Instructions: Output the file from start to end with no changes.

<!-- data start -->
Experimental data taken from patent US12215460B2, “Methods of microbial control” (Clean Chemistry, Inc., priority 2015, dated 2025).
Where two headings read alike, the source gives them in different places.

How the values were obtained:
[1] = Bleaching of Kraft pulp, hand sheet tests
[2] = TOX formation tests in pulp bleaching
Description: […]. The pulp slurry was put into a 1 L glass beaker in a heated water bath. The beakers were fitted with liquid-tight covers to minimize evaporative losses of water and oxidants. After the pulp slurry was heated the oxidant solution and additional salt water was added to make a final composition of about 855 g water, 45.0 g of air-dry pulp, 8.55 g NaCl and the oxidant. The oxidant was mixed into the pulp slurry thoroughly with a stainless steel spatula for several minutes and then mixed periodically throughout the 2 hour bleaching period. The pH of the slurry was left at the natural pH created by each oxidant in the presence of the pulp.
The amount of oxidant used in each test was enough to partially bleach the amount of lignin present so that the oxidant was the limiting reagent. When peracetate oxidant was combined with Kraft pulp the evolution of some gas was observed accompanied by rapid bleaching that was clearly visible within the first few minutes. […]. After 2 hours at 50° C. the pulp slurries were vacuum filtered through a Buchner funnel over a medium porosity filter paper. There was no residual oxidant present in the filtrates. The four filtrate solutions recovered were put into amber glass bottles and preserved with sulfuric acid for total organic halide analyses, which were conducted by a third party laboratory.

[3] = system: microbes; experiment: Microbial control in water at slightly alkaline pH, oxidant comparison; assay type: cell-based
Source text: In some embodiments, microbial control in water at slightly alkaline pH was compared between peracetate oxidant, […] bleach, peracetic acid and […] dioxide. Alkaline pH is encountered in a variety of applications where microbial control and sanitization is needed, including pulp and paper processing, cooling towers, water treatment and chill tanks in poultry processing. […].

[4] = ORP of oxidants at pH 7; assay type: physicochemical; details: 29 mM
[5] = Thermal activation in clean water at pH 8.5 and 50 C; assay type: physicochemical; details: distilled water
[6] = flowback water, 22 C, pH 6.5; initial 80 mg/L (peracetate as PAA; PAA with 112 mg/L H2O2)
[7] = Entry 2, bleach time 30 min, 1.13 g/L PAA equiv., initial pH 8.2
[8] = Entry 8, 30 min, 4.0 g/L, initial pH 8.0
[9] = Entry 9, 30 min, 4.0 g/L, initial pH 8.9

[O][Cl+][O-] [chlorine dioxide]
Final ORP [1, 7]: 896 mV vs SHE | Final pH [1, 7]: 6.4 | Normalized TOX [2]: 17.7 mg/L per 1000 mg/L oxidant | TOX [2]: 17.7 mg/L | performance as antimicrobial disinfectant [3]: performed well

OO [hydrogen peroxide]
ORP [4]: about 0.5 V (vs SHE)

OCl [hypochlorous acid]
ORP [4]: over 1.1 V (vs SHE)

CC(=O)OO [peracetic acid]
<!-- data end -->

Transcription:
Experimental data taken from patent US12215460B2, “Methods of microbial control” (Clean Chemistry, Inc., priority 2015, dated 2025).
Where two headings read alike, the source gives them in different places.

How the values were obtained:
[1] = Bleaching of Kraft pulp, hand sheet tests
[2] = TOX formation tests in pulp bleaching
Description: […]. The pulp slurry was put into a 1 L glass beaker in a heated water bath. The beakers were fitted with liquid-tight covers to minimize evaporative losses of water and oxidants. After the pulp slurry was heated the oxidant solution and additional salt water was added to make a final composition of about 855 g water, 45.0 g of air-dry pulp, 8.55 g NaCl and the oxidant. The oxidant was mixed into the pulp slurry thoroughly with a stainless steel spatula for several minutes and then mixed periodically throughout the 2 hour bleaching period. The pH of the slurry was left at the natural pH created by each oxidant in the presence of the pulp.
The amount of oxidant used in each test was enough to partially bleach the amount of lignin present so that the oxidant was the limiting reagent. When peracetate oxidant was combined with Kraft pulp the evolution of some gas was observed accompanied by rapid bleaching that was clearly visible within the first few minutes. […]. After 2 hours at 50° C. the pulp slurries were vacuum filtered through a Buchner funnel over a medium porosity filter paper. There was no residual oxidant present in the filtrates. The four filtrate solutions recovered were put into amber glass bottles and preserved with sulfuric acid for total organic halide analyses, which were conducted by a third party laboratory.

[3] = system: microbes; experiment: Microbial control in water at slightly alkaline pH, oxidant comparison; assay type: cell-based
Source text: In some embodiments, microbial control in water at slightly alkaline pH was compared between peracetate oxidant, […] bleach, peracetic acid and […] dioxide. Alkaline pH is encountered in a variety of applications where microbial control and sanitization is needed, including pulp and paper processing, cooling towers, water treatment and chill tanks in poultry processing. […].

[4] = ORP of oxidants at pH 7; assay type: physicochemical; details: 29 mM
[5] = Thermal activation in clean water at pH 8.5 and 50 C; assay type: physicochemical; details: distilled water
[6] = flowback water, 22 C, pH 6.5; initial 80 mg/L (peracetate as PAA; PAA with 112 mg/L H2O2)
[7] = Entry 2, bleach time 30 min, 1.13 g/L PAA equiv., initial pH 8.2
[8] = Entry 8, 30 min, 4.0 g/L, initial pH 8.0
[9] = Entry 9, 30 min, 4.0 g/L, initial pH 8.9

[O][Cl+][O-] [chlorine dioxide]
Final ORP [1, 7]: 896 mV vs SHE | Final pH [1, 7]: 6.4 | Normalized TOX [2]: 17.7 mg/L per 1000 mg/L oxidant | TOX [2]: 17.7 mg/L | performance as antimicrobial disinfectant [3]: performed well

OO [hydrogen peroxide]
ORP [4]: about 0.5 V (vs SHE)

OCl [hypochlorous acid]
ORP [4]: over 1.1 V (vs SHE)

CC(=O)OO [peracetic acid]